As I woke up from my surgery, my first thought was that I seemed to be alive. Then, with almost demented urgency, I checked whether I could move my legs and arms. After joyfully discovering that I could move, I kept kicking my legs under the covers, needing to double and triple check, that I had control over them. The nurse finally asked, "Why are you moving your legs all the time?. My answer, "Because I can...".
Today, K and I joyfully walked through the forest. Why? Because we can. What a gift.
During one of the brief stretches when we followed a trail rather than tromping through untraveled forests today, I met a neighbor who saw my neck brace and asked, "How are you?", with a word emphasis that showed that she wanted to know the truth. I thought for a second, and said, "I'm happy." That summed it up. I'm enjoying my quiet recovery time, mostly spent tromping through the woods. And, I love feeling my body getting stronger.
Most of all, my thankfulness for the gift of being able to walk through the woods, with a dog or two by my side, has grown a thousand-fold. I'm lucky and I know it.
We started our morning hike by following coyote tracks up our driveway. That's not unusual - these wild canines visit almost every night. I retrieved the memory card from a wildlife camera near our gate, and it revealed a drama from last night. A rabbit moved slowly past the camera early in the evening.
Then, in the wee hours of the morning, a coyote sniffed almost the same spot.
Then, one minute later, the tail end of the rabbit hightailed out the gate like something was pursuing it. His hind legs catapaulted almost a foot off the ground in the far left of the photo. When I looked around the area this morning for tracks, with no knowledge of these photos, I saw no signs of carnage. Perhaps the rabbit escaped.
A close-up of the fleeing rabbit.
After tracking on the driveway, K and I immediately eschewed the trails, tromping and panting our way directly up a snowy hillside. We saw turkey tracks on the hillside, a novelty in our small neck of the woods. We also saw fresh ermine (weasel) and rabbit tracks but no fresh large animal tracks.
On our way up, K hesitated at a small obstacle, sniffing an interesting scent. You can see her leash - I'm still alternating on and off leash parts of our hikes as she recovers from surgery. I'm tending to leash her in mountain lion territory and let her run in open meadows.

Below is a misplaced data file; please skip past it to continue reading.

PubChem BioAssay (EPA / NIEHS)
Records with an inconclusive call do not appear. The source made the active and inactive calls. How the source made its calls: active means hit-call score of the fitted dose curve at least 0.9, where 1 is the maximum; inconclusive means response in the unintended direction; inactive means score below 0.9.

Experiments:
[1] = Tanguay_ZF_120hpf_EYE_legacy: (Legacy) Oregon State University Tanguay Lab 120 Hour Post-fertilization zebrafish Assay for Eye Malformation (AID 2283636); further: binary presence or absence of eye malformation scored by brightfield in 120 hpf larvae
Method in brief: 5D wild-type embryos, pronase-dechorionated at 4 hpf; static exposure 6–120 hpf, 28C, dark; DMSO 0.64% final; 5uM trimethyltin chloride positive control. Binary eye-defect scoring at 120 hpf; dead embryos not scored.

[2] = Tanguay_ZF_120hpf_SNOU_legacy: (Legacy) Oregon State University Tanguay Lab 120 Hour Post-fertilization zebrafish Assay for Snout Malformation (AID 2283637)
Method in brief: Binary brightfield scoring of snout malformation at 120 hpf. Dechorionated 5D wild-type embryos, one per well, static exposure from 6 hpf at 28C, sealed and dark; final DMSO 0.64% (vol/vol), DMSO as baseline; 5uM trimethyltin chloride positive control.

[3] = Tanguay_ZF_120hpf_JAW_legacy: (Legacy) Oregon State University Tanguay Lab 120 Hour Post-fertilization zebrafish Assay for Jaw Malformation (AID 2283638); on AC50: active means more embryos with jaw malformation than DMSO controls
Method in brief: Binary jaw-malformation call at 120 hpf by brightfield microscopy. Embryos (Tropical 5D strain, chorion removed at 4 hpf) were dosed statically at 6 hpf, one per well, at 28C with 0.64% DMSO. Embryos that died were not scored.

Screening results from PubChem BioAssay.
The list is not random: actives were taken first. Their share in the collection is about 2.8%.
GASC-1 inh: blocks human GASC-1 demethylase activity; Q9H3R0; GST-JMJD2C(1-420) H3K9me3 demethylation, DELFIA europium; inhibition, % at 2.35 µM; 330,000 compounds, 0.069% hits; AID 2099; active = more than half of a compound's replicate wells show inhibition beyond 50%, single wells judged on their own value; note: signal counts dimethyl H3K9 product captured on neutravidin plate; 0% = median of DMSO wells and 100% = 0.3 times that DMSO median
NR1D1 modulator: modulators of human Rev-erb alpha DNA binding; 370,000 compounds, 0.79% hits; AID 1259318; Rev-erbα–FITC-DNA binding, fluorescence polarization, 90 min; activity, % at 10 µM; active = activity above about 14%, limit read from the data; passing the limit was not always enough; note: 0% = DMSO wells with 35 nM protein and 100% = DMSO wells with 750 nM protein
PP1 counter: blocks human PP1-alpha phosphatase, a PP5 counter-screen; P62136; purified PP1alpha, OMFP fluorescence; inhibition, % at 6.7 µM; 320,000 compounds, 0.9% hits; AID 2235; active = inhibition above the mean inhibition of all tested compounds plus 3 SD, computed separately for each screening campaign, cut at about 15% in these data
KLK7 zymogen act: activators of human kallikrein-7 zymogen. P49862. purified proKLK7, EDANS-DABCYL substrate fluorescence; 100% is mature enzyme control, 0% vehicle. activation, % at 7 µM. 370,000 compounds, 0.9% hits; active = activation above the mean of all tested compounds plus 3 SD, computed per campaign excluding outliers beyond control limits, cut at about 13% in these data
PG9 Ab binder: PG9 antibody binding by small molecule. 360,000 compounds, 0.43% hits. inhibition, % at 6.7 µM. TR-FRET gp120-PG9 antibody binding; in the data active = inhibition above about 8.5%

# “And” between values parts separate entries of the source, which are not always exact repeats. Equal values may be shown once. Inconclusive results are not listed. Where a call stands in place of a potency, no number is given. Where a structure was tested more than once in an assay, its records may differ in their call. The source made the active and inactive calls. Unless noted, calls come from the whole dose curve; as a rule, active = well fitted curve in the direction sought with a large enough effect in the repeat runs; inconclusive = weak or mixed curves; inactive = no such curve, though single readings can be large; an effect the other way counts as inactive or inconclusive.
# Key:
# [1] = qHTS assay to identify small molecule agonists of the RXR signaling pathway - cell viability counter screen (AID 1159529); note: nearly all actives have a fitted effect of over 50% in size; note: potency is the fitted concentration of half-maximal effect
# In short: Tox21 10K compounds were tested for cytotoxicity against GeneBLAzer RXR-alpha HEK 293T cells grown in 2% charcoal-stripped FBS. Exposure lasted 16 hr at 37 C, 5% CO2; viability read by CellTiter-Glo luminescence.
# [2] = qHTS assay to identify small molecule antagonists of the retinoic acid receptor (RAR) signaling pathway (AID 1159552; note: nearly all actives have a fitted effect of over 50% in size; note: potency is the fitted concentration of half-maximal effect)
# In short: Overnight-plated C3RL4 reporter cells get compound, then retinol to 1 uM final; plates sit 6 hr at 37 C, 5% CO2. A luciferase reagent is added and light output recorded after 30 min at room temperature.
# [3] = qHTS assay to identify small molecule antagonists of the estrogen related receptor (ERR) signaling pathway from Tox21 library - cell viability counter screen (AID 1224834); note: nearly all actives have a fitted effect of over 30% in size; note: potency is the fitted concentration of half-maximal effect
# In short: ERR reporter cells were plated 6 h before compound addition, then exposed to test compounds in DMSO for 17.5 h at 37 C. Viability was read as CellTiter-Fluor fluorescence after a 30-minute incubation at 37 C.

Atop the ridge, we crossed a deep snow drift that many other animals had also crossed. Myriad tracks criss-crossed the snow.
After climbing a north-facing slope, the reward of sun and dry ground always awaits us at the top. K had some off-leash time to romp. It's poignant, however, how much she's acting like my protector. She'll romp if no one else is around and the ground is even. When we hit an uneven patch of snow, she stays close by my right side, as if she's ready to let me reach down and steady myself on her shoulders. Or, when a loose dog arrives on the scene like happened right after this photo, she stays between me and the dog. I love having a protector like K.
I put K back on leash to descend a snowy slope where I know that large mammals like to browse or hunt. I planned to simply wander but deer tracks crossed our path. These tracks screamed of panic, like the deer had sighted a predator. In the photo below, the uphill is steep beyond words but the two successive sets of tracks are more than 20 ft apart. The first set of four hoof prints is at the bottom of the photo and the second one is behond the first tree in the middle of the photo. The deer pronked, using all four legs in unison, with an unbelievable flight time between touchdowns.
I'm not someone who can walk past an exciting track without following to try to discover the story. The panicked flight continued uphill. In the photo below, the second touchdown is beyond the tree in the middle of the photo.
After following the tracks up the almost vertical snowy hill, we emerged onto a sunny plateau with only a thin layer of snow. Upon reaching the plateau, it appeared that the deer calmed down and slowed to a steady trot. I think that he'd shaken the fear of whatever he'd seen. No tracks followed him so I assume that he scented or spotted something terrifying to provoke this flight.
At this point, I'd been so focused on the tracks and their story that I had only a vague idea where I was when I emerged on the plateau. I had my GPS but I've been working on my navigational skills so that I don't have to rely on it. So, K and I walked to a couple of lookout points where we could see landmarks, and I figured out my location all by myself. That's a big accomplishment for a wanderer who used to get lost all the time!
We found amazing rocky viewpoints on the plateau.
Guess who's on top of the world!
And, me too!